Peter Vullinghs, Chairman of the Board at Philips GmbH and Chairman Philips Market Leader DACH talks to Hamburg News about innovation and future-orientated products “Made in Hamburg”.
“Work Place Innovation“ in new headquarters
Hamburg News meets Vullinghs in the “Cape Town conference room at Philips new headquarters in Fuhlsbüttel where each meeting place is named after cites across the globe. The headquarters take up six floors and each floor highlights places in Hamburg such as the “Kiez” or Speicherstadt. In line with the company’s “Work Place Innovation“, people choose their workplace depending on the task at hand meaning fixed offices no longer exist. Emails are sent in between meetings from touch down spaces. Focus rooms are available for concentrating on work or breakout areas for informal meetings. “I do not miss my old office overlooking the Alster for a minute,“ Vullinghs, 45, stressed. That is important given the 2,800-strong workforce in the consumer lifestyle and health care divisions and in Philips Lighting, which was publicly listed last May. Philips Group has an 80 per cent stake in the company.
Visions of better lives for everyone
Employee identity with the company has risen noticeably thanks to the new headquarters, Vullinghs believes. Born in Limburg, Vullinghs has been with the Dutch company since 1996. “Why do I work so passionately for Philips? Our vision of better lives for everyone becomes reality here.” This vision includes innovative products and solutions for the health sector in all phases of the “health continuum” from healthy living, diagnosis, therapy right up to home care.
X-ray technology for early diagnosis of lung diseases
Philips leads the way in diagnostic imaging and is conducting research into X-ray technology that allows for timely diagnosis of chronic obstructive pulmonary diseases (COPDs). “Chronic lung diseases are the third most frequent cause of death in Germany after heart diseases and cancer. Such illnesses are often detected far too late. We will use the new X-ray technology to counteract this as a it gives a clear picture of the lungs,” said Vullinghs. Work is underway in neurology on improved diagnostic imaging with computerized tomography and magnetic resonance imaging to detect cases of stroke and cancer early. “Global research is underway in that field. Yet with 200 researchers and developers in Hamburg, the Hanse city is a key centre of research where we have had many significant successes so far.”
“Vital Minds – preventing delirium in intensive care units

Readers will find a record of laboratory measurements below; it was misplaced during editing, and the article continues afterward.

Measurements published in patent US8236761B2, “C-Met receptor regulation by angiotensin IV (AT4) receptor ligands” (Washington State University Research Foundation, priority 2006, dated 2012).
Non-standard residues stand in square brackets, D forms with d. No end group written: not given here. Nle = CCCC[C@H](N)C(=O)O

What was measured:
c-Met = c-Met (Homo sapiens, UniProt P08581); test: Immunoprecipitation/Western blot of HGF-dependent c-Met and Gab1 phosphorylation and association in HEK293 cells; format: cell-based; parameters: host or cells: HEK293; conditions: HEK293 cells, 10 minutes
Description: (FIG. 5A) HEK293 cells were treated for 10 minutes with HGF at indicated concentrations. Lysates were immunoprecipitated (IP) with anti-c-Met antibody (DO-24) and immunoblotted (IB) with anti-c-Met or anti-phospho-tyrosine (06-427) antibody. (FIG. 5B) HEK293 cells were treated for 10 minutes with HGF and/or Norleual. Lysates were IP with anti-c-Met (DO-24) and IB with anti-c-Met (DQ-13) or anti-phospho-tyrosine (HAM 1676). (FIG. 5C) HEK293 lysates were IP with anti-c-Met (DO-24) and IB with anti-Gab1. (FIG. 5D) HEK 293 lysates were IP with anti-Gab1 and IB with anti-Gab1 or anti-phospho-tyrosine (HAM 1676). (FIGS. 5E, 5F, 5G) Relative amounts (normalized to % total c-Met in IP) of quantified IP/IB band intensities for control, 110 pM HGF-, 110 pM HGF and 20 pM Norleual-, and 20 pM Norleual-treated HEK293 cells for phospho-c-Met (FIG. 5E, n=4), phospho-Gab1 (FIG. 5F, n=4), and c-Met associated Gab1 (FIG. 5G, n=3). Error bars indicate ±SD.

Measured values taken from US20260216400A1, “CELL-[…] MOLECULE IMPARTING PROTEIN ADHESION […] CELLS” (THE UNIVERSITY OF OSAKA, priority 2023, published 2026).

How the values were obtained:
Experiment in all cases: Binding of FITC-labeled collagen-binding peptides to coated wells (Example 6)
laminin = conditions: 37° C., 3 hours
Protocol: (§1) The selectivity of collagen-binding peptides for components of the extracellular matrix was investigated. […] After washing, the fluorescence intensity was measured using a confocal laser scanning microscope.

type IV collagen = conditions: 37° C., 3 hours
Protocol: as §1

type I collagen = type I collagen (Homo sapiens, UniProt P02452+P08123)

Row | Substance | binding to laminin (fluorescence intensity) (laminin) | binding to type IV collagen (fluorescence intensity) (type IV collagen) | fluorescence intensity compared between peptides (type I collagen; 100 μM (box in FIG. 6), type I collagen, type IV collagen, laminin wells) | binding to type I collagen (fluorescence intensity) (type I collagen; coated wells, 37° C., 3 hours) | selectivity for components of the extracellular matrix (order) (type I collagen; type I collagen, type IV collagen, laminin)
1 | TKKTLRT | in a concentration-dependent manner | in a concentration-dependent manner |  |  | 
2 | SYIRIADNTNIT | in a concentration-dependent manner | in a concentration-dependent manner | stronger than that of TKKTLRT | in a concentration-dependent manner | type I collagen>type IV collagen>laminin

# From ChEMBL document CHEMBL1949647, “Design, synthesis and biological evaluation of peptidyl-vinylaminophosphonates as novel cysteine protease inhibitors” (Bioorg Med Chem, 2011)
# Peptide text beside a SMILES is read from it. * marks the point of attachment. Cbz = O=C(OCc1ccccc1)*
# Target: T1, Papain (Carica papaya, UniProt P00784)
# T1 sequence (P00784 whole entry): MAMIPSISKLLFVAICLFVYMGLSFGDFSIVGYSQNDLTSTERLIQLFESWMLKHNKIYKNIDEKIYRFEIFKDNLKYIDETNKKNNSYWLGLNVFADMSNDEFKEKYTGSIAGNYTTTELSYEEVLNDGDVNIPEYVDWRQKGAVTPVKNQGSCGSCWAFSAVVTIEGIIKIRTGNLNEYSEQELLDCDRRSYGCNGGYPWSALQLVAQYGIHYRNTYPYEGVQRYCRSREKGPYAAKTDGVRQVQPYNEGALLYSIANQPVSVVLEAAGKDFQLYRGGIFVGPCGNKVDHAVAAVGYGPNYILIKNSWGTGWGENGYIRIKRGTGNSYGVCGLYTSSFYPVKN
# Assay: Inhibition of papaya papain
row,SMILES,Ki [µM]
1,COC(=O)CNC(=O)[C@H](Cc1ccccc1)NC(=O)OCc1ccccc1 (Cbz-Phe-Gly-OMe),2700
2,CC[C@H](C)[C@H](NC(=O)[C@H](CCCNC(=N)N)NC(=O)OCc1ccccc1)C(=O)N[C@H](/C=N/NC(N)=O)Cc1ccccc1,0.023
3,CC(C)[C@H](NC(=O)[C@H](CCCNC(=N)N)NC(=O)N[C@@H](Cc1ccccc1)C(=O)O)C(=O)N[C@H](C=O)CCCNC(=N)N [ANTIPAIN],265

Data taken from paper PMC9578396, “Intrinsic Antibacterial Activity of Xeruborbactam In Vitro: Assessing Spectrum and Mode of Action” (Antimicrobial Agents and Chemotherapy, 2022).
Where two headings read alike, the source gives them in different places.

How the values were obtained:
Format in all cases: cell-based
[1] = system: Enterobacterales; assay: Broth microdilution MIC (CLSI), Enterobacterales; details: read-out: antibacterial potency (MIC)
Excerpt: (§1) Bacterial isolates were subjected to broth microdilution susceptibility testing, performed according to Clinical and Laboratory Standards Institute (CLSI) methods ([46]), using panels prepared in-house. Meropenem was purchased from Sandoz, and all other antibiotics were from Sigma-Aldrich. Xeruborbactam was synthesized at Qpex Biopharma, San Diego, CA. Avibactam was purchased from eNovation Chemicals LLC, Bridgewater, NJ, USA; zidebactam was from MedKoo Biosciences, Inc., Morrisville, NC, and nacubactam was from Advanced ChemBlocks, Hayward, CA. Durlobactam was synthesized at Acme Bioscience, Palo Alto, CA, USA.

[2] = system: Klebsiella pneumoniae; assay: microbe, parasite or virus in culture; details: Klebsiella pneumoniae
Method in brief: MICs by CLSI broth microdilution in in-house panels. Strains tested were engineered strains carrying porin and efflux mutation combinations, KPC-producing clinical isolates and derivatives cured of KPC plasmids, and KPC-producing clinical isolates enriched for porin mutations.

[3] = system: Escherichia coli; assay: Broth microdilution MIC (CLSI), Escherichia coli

The “Vital Minds“ to prevent delirium is one of those success stories and which Philips has been testing for the past three years in co-operation with the Berlin-based Charité. Neon lights, beeping monitors and a frenzy of activity are the order of the day in intensive care units in hospitals across Germany. Such bustle does not help the patient’s recovery. Up to 80 per cent of patients in intensive care units suffer from various degrees of confusion and have cognitive difficulties which “in extreme cases can be fatal”, Vullinghs stressed. “Vital Minds” uses noise-reducing wooden panelling and especially a luminous ceiling which covers the patient from head to toe. Some 15,400 LEDs generate a chronobiology stimulating light concept. Sleep hormones are reduced during the day and activated at night to allow the patient to sleep well. Research is also focusing on whether the illusion of green, billowing leaves has a positive impact on the experience of pain.
Telemedicine for comprehensive medical care
Vullinghs is extremely proud of the project’s success: “Our (light) research in Hamburg saves lives! And research is continuing into, for instance, integrated solutions. I believe telemedicine is the future.“ Although medical, specialist care is very good in Germany; comprehensive care is not always available in country areas. “In future, our university centres will become centres of competence that can manage smaller hospitals via telemedicine and offer comprehensive top-quality medical care.“ Digitalisation will play a key role in linking up all the involved groups efficiently. Philips is working on an innovative, digital platform combining hardware certified for medical products to link up patients and service providers in the health sector.
“That will end unnecessary examinations by general practitioners, various specialists and hospital examinations. Supporting electronic gadgets such as blood pressure meters or activity trackers for the homes will provide information via the Philips Health Suite Digital Platform for all those involved – from the doctor to the chemist and the care giver,” said Vullinghs. Patients will, of course, retain data ownership, he added.
Support from the senate
The senate is officially supporting Philips efforts to develop innovative solutions and products in Hamburg. “The senate is offering us significant support and together we are striving to make Hamburg an even better centre of health.” Managing digitalisation in the health sector and how to use it advantageously was the issue of his talk with Cornelia Prüfer-Storcks, Senator for Health. Another talk with Dr. Carsten Brosda, Senator for the Economy, Transport and Innovation focused on strengthening the start-up culture in Hamburg.
Future of health sector lies in digitalisation
The results of the talks “Health Innovation Port” were announced last September. Hamburg’s first co-working hub focusing on ehealth, health and medical technology offers start-ups up 1,000 square metres in which they can develop their innovative concepts around the clock. The first founders are expected in the first half of 2017. Vullinghs noted. “The aim is to generate fresh ideas and push ahead.“ The consequence of digitalisation is positive, he believes. “I am convinced that the future of the health sectors lies in digitalisation. I think we can say: “big data can save lives’.”
Sources and further information: www.philips.de